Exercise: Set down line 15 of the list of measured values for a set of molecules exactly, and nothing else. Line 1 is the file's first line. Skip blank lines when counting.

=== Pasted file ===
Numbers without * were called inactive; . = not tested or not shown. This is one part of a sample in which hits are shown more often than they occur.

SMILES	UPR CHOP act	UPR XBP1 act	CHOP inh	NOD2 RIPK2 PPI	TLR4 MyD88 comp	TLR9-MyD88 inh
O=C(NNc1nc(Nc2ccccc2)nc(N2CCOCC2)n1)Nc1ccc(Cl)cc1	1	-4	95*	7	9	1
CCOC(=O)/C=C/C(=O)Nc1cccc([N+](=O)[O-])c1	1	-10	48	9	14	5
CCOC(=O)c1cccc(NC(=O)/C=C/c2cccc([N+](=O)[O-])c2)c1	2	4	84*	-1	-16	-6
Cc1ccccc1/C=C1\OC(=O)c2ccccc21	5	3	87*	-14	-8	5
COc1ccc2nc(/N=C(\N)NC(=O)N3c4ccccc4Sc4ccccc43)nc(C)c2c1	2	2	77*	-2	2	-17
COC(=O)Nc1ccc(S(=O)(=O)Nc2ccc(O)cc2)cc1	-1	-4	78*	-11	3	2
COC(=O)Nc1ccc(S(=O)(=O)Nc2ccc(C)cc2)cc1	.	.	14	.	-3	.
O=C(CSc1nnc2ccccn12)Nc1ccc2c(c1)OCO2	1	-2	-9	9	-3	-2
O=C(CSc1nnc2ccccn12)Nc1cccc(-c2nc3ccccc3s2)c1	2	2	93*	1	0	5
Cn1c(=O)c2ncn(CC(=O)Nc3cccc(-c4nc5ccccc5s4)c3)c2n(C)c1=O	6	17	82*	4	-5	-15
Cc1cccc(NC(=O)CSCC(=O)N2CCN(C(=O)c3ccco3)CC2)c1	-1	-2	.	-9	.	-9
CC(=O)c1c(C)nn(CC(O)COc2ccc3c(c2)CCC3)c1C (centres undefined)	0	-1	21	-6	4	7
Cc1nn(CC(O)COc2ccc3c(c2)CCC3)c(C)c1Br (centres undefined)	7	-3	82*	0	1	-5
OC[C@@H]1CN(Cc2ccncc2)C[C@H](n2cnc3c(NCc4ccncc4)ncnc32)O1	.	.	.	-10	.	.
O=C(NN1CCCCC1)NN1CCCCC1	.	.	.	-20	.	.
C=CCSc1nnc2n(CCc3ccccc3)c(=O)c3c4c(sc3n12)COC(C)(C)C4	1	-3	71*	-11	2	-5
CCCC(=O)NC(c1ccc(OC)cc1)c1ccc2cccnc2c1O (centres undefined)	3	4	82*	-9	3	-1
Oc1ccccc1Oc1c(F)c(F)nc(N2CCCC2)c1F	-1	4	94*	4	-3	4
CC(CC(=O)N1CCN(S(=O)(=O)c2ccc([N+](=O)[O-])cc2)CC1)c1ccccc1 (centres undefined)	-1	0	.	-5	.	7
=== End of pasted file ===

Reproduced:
Cc1nn(CC(O)COc2ccc3c(c2)CCC3)c(C)c1Br (centres undefined)	7	-3	82*	0	1	-5